Coping With Pet Loss, Seniors

As we age, we experience many life changes including the loss of friends and family members. The death of a pet can hit a retiree even harder than younger people who can draw on the comfort of close family, or distract themselves with work. Many older adults live alone with a pet as their sole companion. Taking care of Fido gave a sense of purpose and self-worth. Following are some tips to help seniors deal with pet loss in a healthy and constructive way.

Understand Grief

  1. Grief can be complicated by the role the pet played in life. Was he a service dog? Did the pet have a catastrophic illness and expensive veterinary care was not affordable?
  2. Everyone grieves differently. Feelings such as denial, anger, guilt, and depression in addition to sadness and loss can all play a role in how people grieve.
  3. Some people grieve in stages as they experience some of the different feelings mentioned above.
  4. Some find that grief is cyclical with a series of highs and lows.
  5. It isn’t uncommon to have memories that trigger a sense of grief many years after a pet has passed.
  6. Intense grief is normal and natural.

Coping With Your Grief

  1. Be open and honest about your feelings. Don’t deny your pain or any of the other emotions you experience. You will only be able to work through your feelings by examining and coming to terms with them.
  2. Don’t let others belittle your loss. People who have never experienced the loss of a pet don’t understand the intensity of the grief. Instead, seek out others who can empathize with your experience.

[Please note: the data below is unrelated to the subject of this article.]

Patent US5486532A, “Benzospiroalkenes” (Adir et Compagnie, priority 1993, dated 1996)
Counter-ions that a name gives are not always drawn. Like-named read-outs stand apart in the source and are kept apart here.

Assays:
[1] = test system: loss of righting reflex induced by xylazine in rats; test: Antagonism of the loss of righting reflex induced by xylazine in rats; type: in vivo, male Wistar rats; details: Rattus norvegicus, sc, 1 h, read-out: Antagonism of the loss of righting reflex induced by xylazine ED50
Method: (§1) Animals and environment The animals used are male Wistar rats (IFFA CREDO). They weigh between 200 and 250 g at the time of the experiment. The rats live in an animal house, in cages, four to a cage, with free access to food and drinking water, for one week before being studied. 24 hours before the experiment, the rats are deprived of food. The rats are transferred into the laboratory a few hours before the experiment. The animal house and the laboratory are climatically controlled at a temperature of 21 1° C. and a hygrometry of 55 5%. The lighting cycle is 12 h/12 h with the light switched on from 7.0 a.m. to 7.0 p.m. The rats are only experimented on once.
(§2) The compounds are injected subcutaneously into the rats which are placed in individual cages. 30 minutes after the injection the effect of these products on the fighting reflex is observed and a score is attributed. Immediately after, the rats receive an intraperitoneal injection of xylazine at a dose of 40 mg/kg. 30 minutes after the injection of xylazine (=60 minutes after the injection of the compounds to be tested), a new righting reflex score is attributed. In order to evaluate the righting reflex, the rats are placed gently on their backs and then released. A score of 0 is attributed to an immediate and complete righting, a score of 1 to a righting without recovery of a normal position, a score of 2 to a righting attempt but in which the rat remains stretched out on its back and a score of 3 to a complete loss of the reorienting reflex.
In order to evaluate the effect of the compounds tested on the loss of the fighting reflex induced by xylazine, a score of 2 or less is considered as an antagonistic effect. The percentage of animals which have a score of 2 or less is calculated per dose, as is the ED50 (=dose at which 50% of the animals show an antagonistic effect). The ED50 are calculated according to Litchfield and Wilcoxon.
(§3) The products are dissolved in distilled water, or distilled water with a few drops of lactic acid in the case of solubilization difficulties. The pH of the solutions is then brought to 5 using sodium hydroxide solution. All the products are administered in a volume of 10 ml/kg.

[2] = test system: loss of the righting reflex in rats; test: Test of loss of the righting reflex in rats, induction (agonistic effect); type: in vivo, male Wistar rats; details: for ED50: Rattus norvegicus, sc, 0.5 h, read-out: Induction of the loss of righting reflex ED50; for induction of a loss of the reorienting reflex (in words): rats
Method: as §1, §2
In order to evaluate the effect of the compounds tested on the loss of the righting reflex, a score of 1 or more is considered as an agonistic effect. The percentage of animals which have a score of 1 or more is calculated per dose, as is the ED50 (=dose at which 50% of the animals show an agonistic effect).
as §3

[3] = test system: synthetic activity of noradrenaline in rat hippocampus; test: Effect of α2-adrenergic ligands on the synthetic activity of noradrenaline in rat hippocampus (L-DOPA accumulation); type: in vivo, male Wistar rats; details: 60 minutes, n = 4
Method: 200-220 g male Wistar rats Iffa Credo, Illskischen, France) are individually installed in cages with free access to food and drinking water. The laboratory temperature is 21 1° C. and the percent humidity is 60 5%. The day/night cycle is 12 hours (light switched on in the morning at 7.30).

3. Don’t lock away your grief. Express it. Cry, talk it out with a sympathetic friend, stomp the floor in anger, start a journal or write a poem or story about your pet. These activities and others will help you understand what your pet’s loss actually means to you.
  4. Reach out to others who have lost pets. Check online message boards for hotlines and pet loss support groups. Talk with family, friends and colleagues who have also experienced the loss of a pet.
  5. Consider having a funeral or memorial service for your pet. This can help you openly express feelings.
  6. Look after yourself. Grief can often cause a person to eat and sleep poorly and avoid exercise. Maintaining a normal routine can help boost your mood and avoid illnesses that often come when our immune system is under stress.
  7. If you have other pets, maintain their normal routine. Pets will know that something is different. They will even experience loneliness and grief too. By keeping to the normal feeding, exercise and playtime schedules you and your surviving pets will benefit.
  8. Try to find new meaning and joy in life. Consider volunteering, helping friends care for their pets, or picking up a long-neglected hobby.
  9. Stay connected with friends. Try to spend time with at least one person per day. Regular face-to-face contact can help you ward off depression and stay positive.
  10. Boost your vitality with exercise. Since your pet may have helped you to stay active it’s important to keep up this routine. Consider exercising in a group by taking a class such as yoga or swimming. This can also help you connect with others.

Moving On After Pet Loss

When should you get a new pet? The answer will be different for everyone. The most important thing to keep in mind is to honor your grief. Give yourself time to mourn the loss of your old friend and follow your instincts. Never try to replace your pet with an exact duplicate. This will only result in frustration and disappointment. Instead wait until you are emotionally ready and then make a choice based upon the personality of the pets that you meet at the adoption center. Look for someone with whom you can build another long, loving relationship…this is what having a pet is all about.

Coping With Pet Loss, Seniors

Connecticut Humane Society

701 Russell Road, Newington, CT 06111
800-452-0114 | FAX 860-665-1478   info@cthumane.org 
The Connecticut Humane Society is a 501(c)(3)
non-profit organization. EIN: 06-0667605
Copyright 2013 Connecticut Humane Society

Copyright 2013 Connecticut Humane Society